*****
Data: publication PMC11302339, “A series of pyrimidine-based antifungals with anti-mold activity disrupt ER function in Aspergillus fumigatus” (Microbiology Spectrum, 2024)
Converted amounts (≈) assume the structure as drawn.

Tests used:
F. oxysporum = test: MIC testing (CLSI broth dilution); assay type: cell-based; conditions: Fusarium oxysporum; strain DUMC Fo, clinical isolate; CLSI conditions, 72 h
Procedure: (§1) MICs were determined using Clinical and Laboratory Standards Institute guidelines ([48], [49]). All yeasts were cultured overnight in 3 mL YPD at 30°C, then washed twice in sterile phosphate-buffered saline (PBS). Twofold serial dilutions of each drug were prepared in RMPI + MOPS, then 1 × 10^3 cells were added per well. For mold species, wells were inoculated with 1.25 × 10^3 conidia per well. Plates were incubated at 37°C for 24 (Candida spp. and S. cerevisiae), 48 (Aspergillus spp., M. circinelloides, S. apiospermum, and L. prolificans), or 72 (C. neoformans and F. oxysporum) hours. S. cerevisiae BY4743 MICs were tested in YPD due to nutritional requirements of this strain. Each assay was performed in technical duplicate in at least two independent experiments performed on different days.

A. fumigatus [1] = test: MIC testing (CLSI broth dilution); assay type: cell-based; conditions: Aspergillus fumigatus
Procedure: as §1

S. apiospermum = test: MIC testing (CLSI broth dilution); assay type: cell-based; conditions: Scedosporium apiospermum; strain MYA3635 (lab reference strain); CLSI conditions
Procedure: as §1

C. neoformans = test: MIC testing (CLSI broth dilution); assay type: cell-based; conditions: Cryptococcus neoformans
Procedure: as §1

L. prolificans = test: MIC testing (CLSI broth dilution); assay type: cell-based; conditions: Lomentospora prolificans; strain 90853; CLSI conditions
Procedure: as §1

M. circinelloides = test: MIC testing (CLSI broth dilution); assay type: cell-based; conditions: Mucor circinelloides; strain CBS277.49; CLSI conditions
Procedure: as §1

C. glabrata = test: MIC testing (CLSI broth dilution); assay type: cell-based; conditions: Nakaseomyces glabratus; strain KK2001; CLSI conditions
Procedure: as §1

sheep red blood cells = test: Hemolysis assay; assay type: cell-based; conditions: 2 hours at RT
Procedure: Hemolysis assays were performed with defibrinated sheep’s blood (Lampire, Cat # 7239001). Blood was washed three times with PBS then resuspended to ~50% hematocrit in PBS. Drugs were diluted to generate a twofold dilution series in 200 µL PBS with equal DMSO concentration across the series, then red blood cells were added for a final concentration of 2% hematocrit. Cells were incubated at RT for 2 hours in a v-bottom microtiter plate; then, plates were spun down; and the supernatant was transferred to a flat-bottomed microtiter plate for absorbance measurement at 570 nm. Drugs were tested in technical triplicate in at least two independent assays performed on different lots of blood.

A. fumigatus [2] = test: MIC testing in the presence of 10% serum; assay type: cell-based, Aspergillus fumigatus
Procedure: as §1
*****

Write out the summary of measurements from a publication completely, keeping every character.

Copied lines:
Data: publication PMC11302339, “A series of pyrimidine-based antifungals with anti-mold activity disrupt ER function in Aspergillus fumigatus” (Microbiology Spectrum, 2024)
Converted amounts (≈) assume the structure as drawn.

Tests used:
F. oxysporum = test: MIC testing (CLSI broth dilution); assay type: cell-based; conditions: Fusarium oxysporum; strain DUMC Fo, clinical isolate; CLSI conditions, 72 h
Procedure: (§1) MICs were determined using Clinical and Laboratory Standards Institute guidelines ([48], [49]). All yeasts were cultured overnight in 3 mL YPD at 30°C, then washed twice in sterile phosphate-buffered saline (PBS). Twofold serial dilutions of each drug were prepared in RMPI + MOPS, then 1 × 10^3 cells were added per well. For mold species, wells were inoculated with 1.25 × 10^3 conidia per well. Plates were incubated at 37°C for 24 (Candida spp. and S. cerevisiae), 48 (Aspergillus spp., M. circinelloides, S. apiospermum, and L. prolificans), or 72 (C. neoformans and F. oxysporum) hours. S. cerevisiae BY4743 MICs were tested in YPD due to nutritional requirements of this strain. Each assay was performed in technical duplicate in at least two independent experiments performed on different days.

A. fumigatus [1] = test: MIC testing (CLSI broth dilution); assay type: cell-based; conditions: Aspergillus fumigatus
Procedure: as §1

S. apiospermum = test: MIC testing (CLSI broth dilution); assay type: cell-based; conditions: Scedosporium apiospermum; strain MYA3635 (lab reference strain); CLSI conditions
Procedure: as §1

C. neoformans = test: MIC testing (CLSI broth dilution); assay type: cell-based; conditions: Cryptococcus neoformans
Procedure: as §1

L. prolificans = test: MIC testing (CLSI broth dilution); assay type: cell-based; conditions: Lomentospora prolificans; strain 90853; CLSI conditions
Procedure: as §1

M. circinelloides = test: MIC testing (CLSI broth dilution); assay type: cell-based; conditions: Mucor circinelloides; strain CBS277.49; CLSI conditions
Procedure: as §1

C. glabrata = test: MIC testing (CLSI broth dilution); assay type: cell-based; conditions: Nakaseomyces glabratus; strain KK2001; CLSI conditions
Procedure: as §1

sheep red blood cells = test: Hemolysis assay; assay type: cell-based; conditions: 2 hours at RT
Procedure: Hemolysis assays were performed with defibrinated sheep’s blood (Lampire, Cat # 7239001). Blood was washed three times with PBS then resuspended to ~50% hematocrit in PBS. Drugs were diluted to generate a twofold dilution series in 200 µL PBS with equal DMSO concentration across the series, then red blood cells were added for a final concentration of 2% hematocrit. Cells were incubated at RT for 2 hours in a v-bottom microtiter plate; then, plates were spun down; and the supernatant was transferred to a flat-bottomed microtiter plate for absorbance measurement at 570 nm. Drugs were tested in technical triplicate in at least two independent assays performed on different lots of blood.

A. fumigatus [2] = test: MIC testing in the presence of 10% serum; assay type: cell-based, Aspergillus fumigatus
Procedure: as §1